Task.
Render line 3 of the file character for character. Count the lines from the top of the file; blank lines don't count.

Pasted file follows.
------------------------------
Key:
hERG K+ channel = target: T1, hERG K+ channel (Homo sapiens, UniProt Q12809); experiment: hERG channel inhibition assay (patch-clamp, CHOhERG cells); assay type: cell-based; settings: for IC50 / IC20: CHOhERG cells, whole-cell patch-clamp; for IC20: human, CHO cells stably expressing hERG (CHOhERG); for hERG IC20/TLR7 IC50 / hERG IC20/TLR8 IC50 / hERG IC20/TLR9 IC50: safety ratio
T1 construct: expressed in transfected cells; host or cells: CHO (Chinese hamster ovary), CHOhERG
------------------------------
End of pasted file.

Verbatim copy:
T1 construct: expressed in transfected cells; host or cells: CHO (Chinese hamster ovary), CHOhERG